Fire place design:

* Continue down the legs with the tile.
* Put a nice 2 1/2" thick red oak mantle up top
* Install wood burning insert
* Pouring my own 2 1/2" hearth pad using Quikcrete counter top mix.
-- Create a Malamine mold & rebar reinforcement
-- Gonna add a tan colorant to the concrete
-- Acid stain with Coffee color
-- Polish & seal
* Tile the portion under the pad
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Last edited by scut207; 07-22-2011 at 08:41 AM.
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Unread 07-22-2011, 08:48 AM   #6
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Quote:
do I use hardiboard for the ceiling as well? If so do I us the roofing felt as a moisture barrier above it since this is so tight of a space?
No to both Hardi and felt, unless this is a steam shower.

Quote:
I planned to tile to about 3" below the shower neck. I was going to prime and paint. Now I am curious as to whether I should just tile the whole way up, since it the ceiling isn't all that high.
I'd tile, but that's just me.

Quote:
The frame for the Shower door now has double studs on both sides, might be a bit overkill, but I eventually want to put in a tempered glass door. Budget constraints are forcing me to use a curtain for a month or two. Is there anything I should do prior to tiling to facilitate adding a glass door later?
Check with your proposed glass supplier and verify your framing is adequate for the door and hinges you are contemplating. Check everything for square and plumb, twice.

Quote:
I am also tiling the bathroom floor with a thermal wiring under Ditra it since I live in upstate NY and that slab gets cold. I assume tiling the curb is the last step in this whole process?
The curb can go in when it makes sense from your scheduling perspective. Allow for the curb when laying out the wire.

Quote:
Any advice on a clean way to finish the transition from drywall to tile on the door frame?
Bullnose is traditional. A neat bead of caulk also works if a bullnose tile is not available.

Quote:
Also I know this is outside the realm of tiling, but would putting two 4 inch halo can lights in the farthest corners from the shower entrance be enough light in this area? I cant center on because of the existing ducting.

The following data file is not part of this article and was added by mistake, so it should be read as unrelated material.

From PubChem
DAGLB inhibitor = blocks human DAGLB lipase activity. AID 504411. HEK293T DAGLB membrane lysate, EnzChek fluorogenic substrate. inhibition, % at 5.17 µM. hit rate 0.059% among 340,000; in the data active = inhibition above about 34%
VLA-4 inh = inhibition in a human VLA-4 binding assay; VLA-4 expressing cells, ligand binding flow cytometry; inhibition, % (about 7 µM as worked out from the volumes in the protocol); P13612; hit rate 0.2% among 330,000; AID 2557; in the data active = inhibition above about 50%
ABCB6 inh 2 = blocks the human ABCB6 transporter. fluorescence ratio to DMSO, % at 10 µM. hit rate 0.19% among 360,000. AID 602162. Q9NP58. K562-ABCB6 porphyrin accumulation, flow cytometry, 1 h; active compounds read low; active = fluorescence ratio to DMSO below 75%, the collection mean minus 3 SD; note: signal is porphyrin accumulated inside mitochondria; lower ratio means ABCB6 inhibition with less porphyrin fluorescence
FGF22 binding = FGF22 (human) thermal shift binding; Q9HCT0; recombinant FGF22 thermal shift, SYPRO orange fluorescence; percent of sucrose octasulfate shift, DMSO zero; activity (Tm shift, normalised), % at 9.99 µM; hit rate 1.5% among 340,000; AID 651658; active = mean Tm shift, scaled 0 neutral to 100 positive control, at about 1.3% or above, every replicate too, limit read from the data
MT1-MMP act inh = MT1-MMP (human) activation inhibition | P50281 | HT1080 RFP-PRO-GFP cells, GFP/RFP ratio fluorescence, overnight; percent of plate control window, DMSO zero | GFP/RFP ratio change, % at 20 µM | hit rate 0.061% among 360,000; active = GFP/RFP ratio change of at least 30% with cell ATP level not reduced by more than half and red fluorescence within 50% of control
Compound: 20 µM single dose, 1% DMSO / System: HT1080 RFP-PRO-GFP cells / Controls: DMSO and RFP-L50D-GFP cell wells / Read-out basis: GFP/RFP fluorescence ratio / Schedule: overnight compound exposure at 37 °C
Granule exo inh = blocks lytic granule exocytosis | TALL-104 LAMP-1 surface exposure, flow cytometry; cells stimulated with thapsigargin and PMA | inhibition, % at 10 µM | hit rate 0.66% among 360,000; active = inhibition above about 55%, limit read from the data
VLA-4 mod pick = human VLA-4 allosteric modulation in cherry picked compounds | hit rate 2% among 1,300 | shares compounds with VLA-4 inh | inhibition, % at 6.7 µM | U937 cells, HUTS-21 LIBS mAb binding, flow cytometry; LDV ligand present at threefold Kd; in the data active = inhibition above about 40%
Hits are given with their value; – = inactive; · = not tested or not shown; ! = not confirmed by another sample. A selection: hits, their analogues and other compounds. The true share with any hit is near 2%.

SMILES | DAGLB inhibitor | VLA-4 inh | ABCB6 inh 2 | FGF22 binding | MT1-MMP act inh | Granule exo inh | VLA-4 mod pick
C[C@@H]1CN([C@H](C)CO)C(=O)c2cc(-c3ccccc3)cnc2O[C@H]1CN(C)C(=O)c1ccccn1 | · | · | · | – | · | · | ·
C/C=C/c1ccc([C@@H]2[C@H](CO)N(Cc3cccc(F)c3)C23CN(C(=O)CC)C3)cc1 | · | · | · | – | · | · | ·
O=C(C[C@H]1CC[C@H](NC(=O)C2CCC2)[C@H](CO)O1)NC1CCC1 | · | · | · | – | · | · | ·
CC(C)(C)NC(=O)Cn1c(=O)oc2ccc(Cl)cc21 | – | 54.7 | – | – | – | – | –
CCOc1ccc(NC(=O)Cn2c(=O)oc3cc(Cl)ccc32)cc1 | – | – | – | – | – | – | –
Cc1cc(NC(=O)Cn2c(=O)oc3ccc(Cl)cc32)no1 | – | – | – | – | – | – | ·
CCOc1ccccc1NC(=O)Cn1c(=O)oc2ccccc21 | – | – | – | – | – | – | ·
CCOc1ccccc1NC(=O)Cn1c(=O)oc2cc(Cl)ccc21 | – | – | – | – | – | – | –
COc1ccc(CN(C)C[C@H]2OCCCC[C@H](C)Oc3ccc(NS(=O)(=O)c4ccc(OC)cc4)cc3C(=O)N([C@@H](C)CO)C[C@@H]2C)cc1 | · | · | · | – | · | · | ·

I dunno. Mock it up and see. I suspect that if you used a drop-style glass cover, you would get plenty of light. A deep recessed light may make shadows in front, but considering the light from the rest of the bathroom, the two cans you are planning may be plenty.
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Unread 09-26-2011, 10:05 AM   #7
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Ugh

Is there a mistake in the Liberry Link on the construction of the shower pan?

http://www.ontariotile.com/preslope.html

He states that you should use roof felt between pre-slope and slab, which I did, yet I am reading here and there in the forums that you are supposed to use a thin coat of thin set?

What are the repercussions of having the tar paper as a slip sheet on slab? I already have the liner down and the CBU up, I was pretty happy with the slope and I'd like to not have to pull this all out.
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Unread 09-26-2011, 10:39 AM   #8
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If you reinforced the preslope and it is a minimum of 3/4" thick, then having tarpaper as a slip sheet (cleavage membrane) is not a problem.

Harry's sebsite may be down at the moment.
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Unread 10-10-2011, 08:27 AM   #9
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Ran into some issues. Any advice would be great.

I have a CI closet flange that is installed slightly below (1/16"-1/8th") the level of the concrete around it. I am installing 1/2" Wedi board as a thermal break. Breaking up the slab and Calling a plumber to install a new Closet flange is kinda out of the price range right now.

I have read that closet flange extenders work quite well, but am unsure of the steps here since many of you say that the flange should rest on the tile. It doesn't look like any of the bolt down extenders would rest on top of the tiled surface, with the exception of the Oatey Twist-n-Set 4", I have measured the inner diameter of the pipe and its like 3 3/4".

Is this the correct product?

If not should I just use the bolt on extenders and Tile up to them?

So here are the layers that I will have.

5. Tile
4. Thin set - with radiant heat coils.
3. wedi board
2. Thin set
1. Cement slab

Also, there is a thin hairline crack extending partway from the outside wall about 3 feet into where the tiled are would be, is the wedi board by itself a decent crack isolation in your experience? The website is somewhat ambiguous as it states that normal wedi board is crack isolation, yet other parts of the website are saying you should use a liner.